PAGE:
I guess what I am saying is that I am terrified. And crazy sad. I don't know how to cope with the impending reality of my life. I don't think I could forgive my self for making the wrong decision.

I have edited your post due to the language content, please note this is a family oriented forum and vulgar language is against forum rules.

Post Edited By Moderator (straydog) : 8/2/2011 4:51:55 AM (GMT-6)

Veteran Member

Date Joined Mar 2011
Total Posts : 816
   Posted 8/2/2011 7:49 AM (GMT -6)   
Hello, and welcome to the cp forum, I am nini53/kathy.  You have entered world that none of us want to be in.  And although applaud your decision to not take the narcotic pain meds available to you, you might want to re think this as they are a great tool in keeping the pain to a somewhat reasonable level.
You will find as you move thru this time in your life, that although you may not be able to do the things you would like to do, there are other ways and others things in life you can learn to adjust your life to.  This is not easy, and believe no one on this forum wants to be here, but here we are and we have lives, children, spouses and life does go on.  I do recommend you see a pain management doctor, and make sure they have a good reputation.  There are also injections that are available and you might want to look into this.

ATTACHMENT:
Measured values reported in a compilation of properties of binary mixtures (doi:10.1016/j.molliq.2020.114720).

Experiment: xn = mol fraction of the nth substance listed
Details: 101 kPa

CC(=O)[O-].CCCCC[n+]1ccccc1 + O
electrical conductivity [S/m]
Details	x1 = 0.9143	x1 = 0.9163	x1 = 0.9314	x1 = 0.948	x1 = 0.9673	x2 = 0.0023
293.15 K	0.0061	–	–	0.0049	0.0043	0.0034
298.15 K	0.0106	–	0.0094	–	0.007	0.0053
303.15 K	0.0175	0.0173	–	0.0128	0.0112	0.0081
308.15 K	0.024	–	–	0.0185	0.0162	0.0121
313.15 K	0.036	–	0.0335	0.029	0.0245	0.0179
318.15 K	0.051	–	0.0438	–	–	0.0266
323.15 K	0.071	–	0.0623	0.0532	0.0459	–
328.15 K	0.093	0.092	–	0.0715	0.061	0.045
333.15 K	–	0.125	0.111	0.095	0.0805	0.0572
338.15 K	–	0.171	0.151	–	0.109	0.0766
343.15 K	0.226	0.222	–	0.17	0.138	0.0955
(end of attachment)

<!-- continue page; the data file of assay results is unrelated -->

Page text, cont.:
I am sorry, you are so young to have this come into your life.  Know this, there are others on this forum, not yet out of there teens.  I know its hard, but sometimes you do have to look at what you have versus what you dont have.  I know, no one wants to here that, I didnt, but please try not to let yourself sink into a deep depression, then thats one more problem you will have.
Take care, and good luck, hope you are feeling well today.
degenerative disc disease, fibromyalgia, osteoarthritis, neuropathy, lumbar laminectomy july 1998 no help, rechargeable neurostimulator unit low right back w/lead wires to left side and right leg unit not working just sitting there.i am 57 years young in may will turn 58. i have 2 grown daughters, 25 and 29. i have 2 grandchildren, 9 year old grandaughter and 5 yr. old grandson

Forum Moderator

Date Joined Feb 2003
Total Posts : 16787
   Posted 8/2/2011 9:17 AM (GMT -6)   
Hi KDawg and welcome to Healing Well's chronic pain forum. I am sorry that you have to be here but glad that you found us.

You are correct that it is rotten someone as young as you are to be dealing with CP issues and back problems. How did you injure your back, was it from an accident, or from body building and perhaps lifting too heavy weights?

The best I can tell from reading your post your biggest problem is the very bottom disc L5/S1 which is usually the the one to go bad when there is an injury or trauma. You are in a real catch 22 concerning a fusion with the chance of disc above the fusion going bad. This can happen due to having too much stress put on that disc.